October 15, 2018

    (I don’t believe I’m blogging about sweatpants. Sweatpants? Yes. Sweatpants.)

    I’ve been working out pretty regularly this year in the gym that I put together out in our garage. Since the temps are cooling off now, I’m working out in long-sleeved shirts and sweatpants, not the usual shorts and t-shirt combo.

    That, plus the fact that I work from home and tend to wear sweatpants on non-workout days, too, means I’m running out of clean sweatpants every week.

    Time to shop!!

    I went to Target this weekend, my home for sweatpants over the years. They always have the most basic sweatpants you can find — usually from Hanes or some basic brand — for $10 each. Can’t beat that. But this year, those no-frills sweatpants were nowhere to be found.

    Instead, Target was trying to sell me sweatpants as a fashion statement! They had bedazzled sweatpants, sweatpants with extra zippers and designs and pockets and glitter. Some were $50 and up, and the cheapest were $17. Not a huge deal, but they were all ugly and not what I wanted.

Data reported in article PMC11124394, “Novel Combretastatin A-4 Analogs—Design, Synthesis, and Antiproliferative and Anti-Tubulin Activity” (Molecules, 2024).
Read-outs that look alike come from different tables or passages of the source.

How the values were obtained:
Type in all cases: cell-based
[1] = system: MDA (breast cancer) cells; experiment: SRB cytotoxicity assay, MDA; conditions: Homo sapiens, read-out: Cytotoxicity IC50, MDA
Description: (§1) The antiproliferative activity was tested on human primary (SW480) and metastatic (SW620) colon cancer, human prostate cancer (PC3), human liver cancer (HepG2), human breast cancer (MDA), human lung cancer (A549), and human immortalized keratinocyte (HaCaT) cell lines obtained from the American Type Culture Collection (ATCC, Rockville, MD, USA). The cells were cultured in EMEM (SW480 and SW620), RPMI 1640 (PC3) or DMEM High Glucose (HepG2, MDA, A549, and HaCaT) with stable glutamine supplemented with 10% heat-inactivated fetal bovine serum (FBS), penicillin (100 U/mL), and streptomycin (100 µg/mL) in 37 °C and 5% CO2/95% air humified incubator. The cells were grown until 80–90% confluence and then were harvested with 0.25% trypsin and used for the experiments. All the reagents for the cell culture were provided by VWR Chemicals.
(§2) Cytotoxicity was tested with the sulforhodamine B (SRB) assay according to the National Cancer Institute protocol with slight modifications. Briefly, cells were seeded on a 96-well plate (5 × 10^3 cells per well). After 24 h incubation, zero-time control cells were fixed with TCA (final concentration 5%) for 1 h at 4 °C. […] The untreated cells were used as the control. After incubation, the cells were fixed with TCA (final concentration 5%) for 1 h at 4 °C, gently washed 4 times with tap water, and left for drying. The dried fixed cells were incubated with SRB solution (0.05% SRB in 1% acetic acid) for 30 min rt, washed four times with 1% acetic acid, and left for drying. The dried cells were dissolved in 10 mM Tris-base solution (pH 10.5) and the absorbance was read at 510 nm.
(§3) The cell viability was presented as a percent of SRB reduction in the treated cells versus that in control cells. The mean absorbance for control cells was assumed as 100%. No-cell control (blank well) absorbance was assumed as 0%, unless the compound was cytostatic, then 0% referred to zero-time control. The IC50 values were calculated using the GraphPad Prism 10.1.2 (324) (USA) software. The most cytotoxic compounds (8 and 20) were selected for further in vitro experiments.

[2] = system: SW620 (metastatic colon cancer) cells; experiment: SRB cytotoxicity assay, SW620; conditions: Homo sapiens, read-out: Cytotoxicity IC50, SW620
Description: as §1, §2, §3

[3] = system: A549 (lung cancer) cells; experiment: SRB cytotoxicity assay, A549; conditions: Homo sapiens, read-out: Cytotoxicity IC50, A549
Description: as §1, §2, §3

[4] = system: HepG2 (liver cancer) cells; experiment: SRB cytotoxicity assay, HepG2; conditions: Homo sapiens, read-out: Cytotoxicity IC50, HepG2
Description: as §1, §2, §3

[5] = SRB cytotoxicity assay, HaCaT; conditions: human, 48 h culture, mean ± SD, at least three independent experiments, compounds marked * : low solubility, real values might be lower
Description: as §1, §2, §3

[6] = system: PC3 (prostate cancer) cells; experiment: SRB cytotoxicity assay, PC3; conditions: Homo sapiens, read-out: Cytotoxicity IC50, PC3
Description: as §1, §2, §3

Oh, and they weren’t called sweatpants. They’re now “joggers.” When did that happen?

    So anyway, after our real estate team meeting today I kept looking. First to JCPenneys, then to Sears, then to Old Navy. Same story as with Target — lots of fashion, lots of overdone designs and not one of them had the basic, no-frills sweatpants I wanted!!! Oh, and they were all called “joggers” again. WTF??!!

    I’m pretty sure the retailers and clothing makers got together and came up with a sweatpants conspiracy: No more $10 sweatpants with simple designs; just over-designed and over-priced “joggers” everywhere. I mean, look at the photo above from Old Navy: “Level up your fleece game with a sleek, modern fabrication….” How about NO? I don’t need a sleek, modern fabrication. I need some simple sweatpants!

    I tried one more place today: Shopko. Found lots more “joggers” with too many pockets and patterns and stripes and zippers and $50 price tags, but I kept going through the men’s section. Finally, there they were on the back wall: basic, no-frills Gildan sweatpants! There was no price tag on them, but I was sure they weren’t gonna run $40 each.

    At the register, they scanned at $9.99 each. BAM! I had three pairs with me, and the total bill came to $26.32. I asked the cashier if she’d given me some kind of discount, and she said she did because I’d been waiting in line too long. BAM! Persistence paid off and I side-stepped this awful fashion conspiracy. And now I have the last three pairs of basic sweatpants that were being sold in the United States.